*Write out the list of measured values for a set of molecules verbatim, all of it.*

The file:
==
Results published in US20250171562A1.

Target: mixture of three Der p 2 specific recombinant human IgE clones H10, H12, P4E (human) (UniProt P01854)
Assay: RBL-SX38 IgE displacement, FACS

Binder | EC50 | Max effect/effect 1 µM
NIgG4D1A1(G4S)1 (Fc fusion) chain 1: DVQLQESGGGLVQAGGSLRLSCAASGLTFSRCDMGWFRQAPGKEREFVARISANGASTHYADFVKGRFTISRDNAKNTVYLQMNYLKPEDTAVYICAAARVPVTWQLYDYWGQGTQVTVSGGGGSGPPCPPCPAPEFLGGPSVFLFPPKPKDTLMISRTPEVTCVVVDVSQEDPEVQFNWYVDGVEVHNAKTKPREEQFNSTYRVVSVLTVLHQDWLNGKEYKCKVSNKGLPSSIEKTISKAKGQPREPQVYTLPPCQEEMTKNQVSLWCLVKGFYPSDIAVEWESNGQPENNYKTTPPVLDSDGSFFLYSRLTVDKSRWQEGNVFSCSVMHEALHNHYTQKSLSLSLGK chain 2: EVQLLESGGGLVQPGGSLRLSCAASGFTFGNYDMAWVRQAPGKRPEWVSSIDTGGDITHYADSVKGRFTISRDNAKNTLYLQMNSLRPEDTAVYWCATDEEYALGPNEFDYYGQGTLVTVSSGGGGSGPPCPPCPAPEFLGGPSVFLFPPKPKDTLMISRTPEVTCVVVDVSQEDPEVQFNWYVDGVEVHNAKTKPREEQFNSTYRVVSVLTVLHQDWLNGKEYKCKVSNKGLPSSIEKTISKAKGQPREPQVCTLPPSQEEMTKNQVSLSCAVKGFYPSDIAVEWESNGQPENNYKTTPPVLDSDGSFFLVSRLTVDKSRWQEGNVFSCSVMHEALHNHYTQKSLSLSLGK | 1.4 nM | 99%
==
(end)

Results published in US20250171562A1.

Target: mixture of three Der p 2 specific recombinant human IgE clones H10, H12, P4E (human) (UniProt P01854)
Assay: RBL-SX38 IgE displacement, FACS

Binder | EC50 | Max effect/effect 1 µM
NIgG4D1A1(G4S)1 (Fc fusion) chain 1: DVQLQESGGGLVQAGGSLRLSCAASGLTFSRCDMGWFRQAPGKEREFVARISANGASTHYADFVKGRFTISRDNAKNTVYLQMNYLKPEDTAVYICAAARVPVTWQLYDYWGQGTQVTVSGGGGSGPPCPPCPAPEFLGGPSVFLFPPKPKDTLMISRTPEVTCVVVDVSQEDPEVQFNWYVDGVEVHNAKTKPREEQFNSTYRVVSVLTVLHQDWLNGKEYKCKVSNKGLPSSIEKTISKAKGQPREPQVYTLPPCQEEMTKNQVSLWCLVKGFYPSDIAVEWESNGQPENNYKTTPPVLDSDGSFFLYSRLTVDKSRWQEGNVFSCSVMHEALHNHYTQKSLSLSLGK chain 2: EVQLLESGGGLVQPGGSLRLSCAASGFTFGNYDMAWVRQAPGKRPEWVSSIDTGGDITHYADSVKGRFTISRDNAKNTLYLQMNSLRPEDTAVYWCATDEEYALGPNEFDYYGQGTLVTVSSGGGGSGPPCPPCPAPEFLGGPSVFLFPPKPKDTLMISRTPEVTCVVVDVSQEDPEVQFNWYVDGVEVHNAKTKPREEQFNSTYRVVSVLTVLHQDWLNGKEYKCKVSNKGLPSSIEKTISKAKGQPREPQVCTLPPSQEEMTKNQVSLSCAVKGFYPSDIAVEWESNGQPENNYKTTPPVLDSDGSFFLVSRLTVDKSRWQEGNVFSCSVMHEALHNHYTQKSLSLSLGK | 1.4 nM | 99%